23 February 2009
And poor ol' Benjamin Button walks away with a measly 3/13, "all in the technical categories".
9 February 2009
[Plot synopsis: Brad Pitt is Benjamin, a boy born with a strange condition that makes him grow progressively younger. Cue collective sigh as Pitt recalls Detective David Mills in Se7en and J.D. in Thelma and Louise, all in one film.]
I must admit that I spent a lot of time gaping at the awesome special effects (hold on for the science bit), but in no way did this spoil my enjoyment - after Pitt put on a pair of shades and jumped on a motorbike, I barely gave the technology a second thought.
So, some rather clever sciencey types must have contributed to the camera trickery on this one. According to fx, the real life Pitt doesn’t even feature until 52 minutes in. So how did they do it? Good question.
There are some videos here that explain the whole process but essentially it involves getting your face painted green and standing under flashy lights. Well, actually it's a bit more complicated than that...
1) Cover face in make up containing phosphor.
2) Film under very fast flashing lights - on camera, the audience sees only light.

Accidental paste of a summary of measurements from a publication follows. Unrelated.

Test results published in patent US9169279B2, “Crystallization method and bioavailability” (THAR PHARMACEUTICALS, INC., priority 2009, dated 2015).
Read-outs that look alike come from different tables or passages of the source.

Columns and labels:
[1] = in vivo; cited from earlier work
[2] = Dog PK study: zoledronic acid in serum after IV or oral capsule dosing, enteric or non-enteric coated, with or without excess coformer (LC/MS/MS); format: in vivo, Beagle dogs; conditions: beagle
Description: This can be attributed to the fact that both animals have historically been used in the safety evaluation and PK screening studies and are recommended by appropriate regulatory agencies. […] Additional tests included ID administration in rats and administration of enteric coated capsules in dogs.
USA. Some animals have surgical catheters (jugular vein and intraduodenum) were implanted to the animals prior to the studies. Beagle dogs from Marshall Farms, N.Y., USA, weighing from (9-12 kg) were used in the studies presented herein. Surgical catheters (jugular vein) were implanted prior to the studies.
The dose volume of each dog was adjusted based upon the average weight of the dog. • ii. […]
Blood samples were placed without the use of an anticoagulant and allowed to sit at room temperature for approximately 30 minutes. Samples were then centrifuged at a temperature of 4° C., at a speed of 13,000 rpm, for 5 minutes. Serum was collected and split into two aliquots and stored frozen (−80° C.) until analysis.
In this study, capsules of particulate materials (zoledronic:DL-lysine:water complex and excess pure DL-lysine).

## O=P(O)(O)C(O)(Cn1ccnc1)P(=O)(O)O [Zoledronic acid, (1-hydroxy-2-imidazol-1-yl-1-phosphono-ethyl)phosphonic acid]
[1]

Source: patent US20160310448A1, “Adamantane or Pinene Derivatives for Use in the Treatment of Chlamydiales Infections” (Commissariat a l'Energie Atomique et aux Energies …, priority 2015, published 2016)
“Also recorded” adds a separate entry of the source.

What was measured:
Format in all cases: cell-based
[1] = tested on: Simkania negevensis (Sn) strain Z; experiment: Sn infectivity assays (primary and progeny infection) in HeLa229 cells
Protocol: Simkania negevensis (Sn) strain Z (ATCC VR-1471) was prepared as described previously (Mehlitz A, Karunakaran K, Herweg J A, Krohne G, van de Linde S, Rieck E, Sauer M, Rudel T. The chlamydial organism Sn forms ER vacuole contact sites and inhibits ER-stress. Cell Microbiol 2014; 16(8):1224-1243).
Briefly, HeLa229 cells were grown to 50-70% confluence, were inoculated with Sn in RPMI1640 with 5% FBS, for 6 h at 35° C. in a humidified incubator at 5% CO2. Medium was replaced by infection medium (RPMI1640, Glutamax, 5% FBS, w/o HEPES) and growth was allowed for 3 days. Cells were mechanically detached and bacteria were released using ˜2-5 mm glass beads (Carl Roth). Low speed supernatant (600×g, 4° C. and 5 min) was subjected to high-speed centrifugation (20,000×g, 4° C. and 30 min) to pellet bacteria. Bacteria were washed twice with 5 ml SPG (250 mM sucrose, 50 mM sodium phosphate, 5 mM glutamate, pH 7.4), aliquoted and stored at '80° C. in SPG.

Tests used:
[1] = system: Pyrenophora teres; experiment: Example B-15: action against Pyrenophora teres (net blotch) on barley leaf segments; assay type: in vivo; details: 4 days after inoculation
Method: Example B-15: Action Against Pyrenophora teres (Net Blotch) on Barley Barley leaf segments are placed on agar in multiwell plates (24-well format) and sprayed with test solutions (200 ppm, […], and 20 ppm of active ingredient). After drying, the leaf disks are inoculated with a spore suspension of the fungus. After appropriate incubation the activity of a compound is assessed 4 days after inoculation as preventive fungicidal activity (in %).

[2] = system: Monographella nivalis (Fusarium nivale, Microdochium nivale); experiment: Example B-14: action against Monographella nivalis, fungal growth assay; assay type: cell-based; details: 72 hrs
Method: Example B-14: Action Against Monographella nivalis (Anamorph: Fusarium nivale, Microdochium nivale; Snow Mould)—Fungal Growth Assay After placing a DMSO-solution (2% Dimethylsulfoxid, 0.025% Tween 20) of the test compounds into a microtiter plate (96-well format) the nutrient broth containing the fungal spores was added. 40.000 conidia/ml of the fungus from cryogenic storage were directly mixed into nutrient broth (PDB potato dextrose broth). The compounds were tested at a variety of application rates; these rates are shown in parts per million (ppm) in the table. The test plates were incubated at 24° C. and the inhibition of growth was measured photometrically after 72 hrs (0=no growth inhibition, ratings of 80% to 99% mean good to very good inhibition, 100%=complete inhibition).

3) In the dark intervals, the camera picks up the green glow from the phosphor.
4) Use computer jiggery-pokery to capture shape of glow.
5) Use more computer jiggery-pokery to edit shape of face, making it look older/younger.
The important bit is that the powder covers the entire face. So, for comparison, to create Gollum in the Hobbit, the graphics people made a model of his head and stuck around 1,000 "control points" to it that would enable them to track its movements and recreate them on a computer. And if you think of all those "making of" programmes where people walk around in black leotards with big white bobbles stuck to them, that's the general idea. Except, using powder means you create a lot more points - 10,000 in fact - without feeling like you've just walked out of an alternative therapy procedure. So you get better resolution and, no doubt, better performances.